Take the 2-minute tour ×
Stack Overflow is a question and answer site for professional and enthusiast programmers. It's 100% free, no registration required.

I was just reading a blog article and noticed that the author used tap in a snippet something like:

user = User.new.tap do |u|
  u.username = "foobar"
  u.save!
end

My question is what exactly is the benefit or advantage of using tap? Couldn't I just do:

user = User.new
user.username = "foobar"
user.save!

or better yet:

user = User.create! username: "foobar"
share|improve this question

6 Answers 6

up vote 12 down vote accepted

When readers encounter:

user = User.new
user.username = "foobar"
user.save!

they would have to follow all the three lines and then recognize that is is just creating an instance named user.

If it were:

user = User.new.tap do |u|
  u.username = "foobar"
  u.save!
end

then that would be immediately clear. A reader would not have to read what is inside the block to know that an instance user is created.

share|improve this answer
1  
I think I see what you mean, so the tap just allows you to contain all the code in a neat block? –  Matt Jul 5 '13 at 17:19
2  
@Matt: And also, discard any variable definitions made in the process once the block has done its job. And should there be just one method called on the object, you can write User.new.tap &:foobar –  Boris Stitnicky Jul 5 '13 at 17:21

You can make your codes more modular using tap, and can achieve a better management of local variables. For example, in the following code, you don't need to assign a local variable to the newly created object, in the scope of the method. Note that the block variable, u, is scoped within the block. It is actually one of the beauties of ruby code.

def a_method
  ...
  name = "foobar"
  ...
  return User.new.tap do |u|
    u.username = name
    u.save!
  end
end
share|improve this answer

I would say that there is no advantage to using tap. The only potential benefit, as @sawa points out is, and I quote: "A reader would not have to read what is inside the block to know that an instance user is created." However, at that point the argument can be made that if you're doing non-simplistic record creation logic, your intent would be better communicated by extracting that logic into its own method.

I hold to the opinion that tap is an unnecessary burden on the readability of the code, and could be done without, or substituted with a better technique, like Extract Method.

While tap is a convenience method, it's also personal preference. Give tap a try. Then write some code without using tap, see if you like one way over another.

share|improve this answer

Using tap, as the blogger did, is simply a convenience method. It may have been overkill in your example, but in cases where you'd want to do a bunch of things with the user, tap can arguably provide a cleaner looking interface. So, perhaps it may be better in an example as follows:

user = User.new.tap do |u|
  u.build_profile
  u.process_credit_card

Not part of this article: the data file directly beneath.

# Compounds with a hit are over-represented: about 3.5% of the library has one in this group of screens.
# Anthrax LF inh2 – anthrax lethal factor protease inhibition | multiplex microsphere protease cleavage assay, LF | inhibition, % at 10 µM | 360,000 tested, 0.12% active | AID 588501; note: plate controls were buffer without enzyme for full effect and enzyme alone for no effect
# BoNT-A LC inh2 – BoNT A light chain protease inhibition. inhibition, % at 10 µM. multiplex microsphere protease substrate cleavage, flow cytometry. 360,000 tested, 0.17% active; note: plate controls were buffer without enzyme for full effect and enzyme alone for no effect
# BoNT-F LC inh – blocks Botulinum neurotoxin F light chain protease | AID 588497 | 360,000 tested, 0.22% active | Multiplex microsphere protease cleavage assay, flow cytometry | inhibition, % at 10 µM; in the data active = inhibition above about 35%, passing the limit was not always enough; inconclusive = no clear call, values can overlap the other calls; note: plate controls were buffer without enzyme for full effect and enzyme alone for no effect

u.ship_out_item
  u.send_email_confirmation
  u.blahblahyougetmypoint
end

Using the above makes it easy to quickly see that all those methods are grouped together in that they all refer to the same object (the user in this example). The alternative would be:

user = User.new
user.build_profile
user.process_credit_card
user.ship_out_item
user.send_email_confirmation
user.blahblahyougetmypoint

Again, this is debatable - but the case can be made that the second version looks a little messier, and takes a little more human parsing to see that all the methods are being called on the same object.

share|improve this answer
1  
This is just a longer example of what the OP already put in his question, you could still do all of the above with user = User.new, user.do_something, user.do_another_thing... could you please expand on why one might do this? –  Matt Jul 5 '13 at 17:15
    
Although the example is essentially the same, when it showing it in longer form, one can see how using tap may be more aesthetically appealing for this case. I'll add an edit to help demonstrate. –  Rebitzele Jul 5 '13 at 17:18
    
I don't see it either. Using tap has never added any benefints in my experience. Creating, and working with, a local user variable is much cleaner, and readable in my opinion. –  gylaz Jul 5 '13 at 17:22

Another case to use tap is to make manipulation on object before returning it.

So instead of this:

def some_method
  ...
  some_object.serialize
  some_object
end

we can save extra line:

def some_method
  ...
  some_object.tap{ |o| o.serialize }
end

In some situation this technique can save more then one line and make code more compact.

share|improve this answer

You're right: the use of tap in your example is kind of pointless and probably less clean than your alternatives.

As Rebitzele notes, tap is just a convenience method, often used to create a shorter reference to the current object.

One good use case for tap is for debugging: you can modify the object, print the current state, then continue modifying the object in the same block. See here for example: http://moonbase.rydia.net/mental/blog/programming/eavesdropping-on-expressions.

I occasionally like to use tap inside methods to conditionally return early while returning the current object otherwise.

share|improve this answer

Your Answer

 
discard

By posting your answer, you agree to the privacy policy and terms of service.

Not the answer you're looking for? Browse other questions tagged or ask your own question.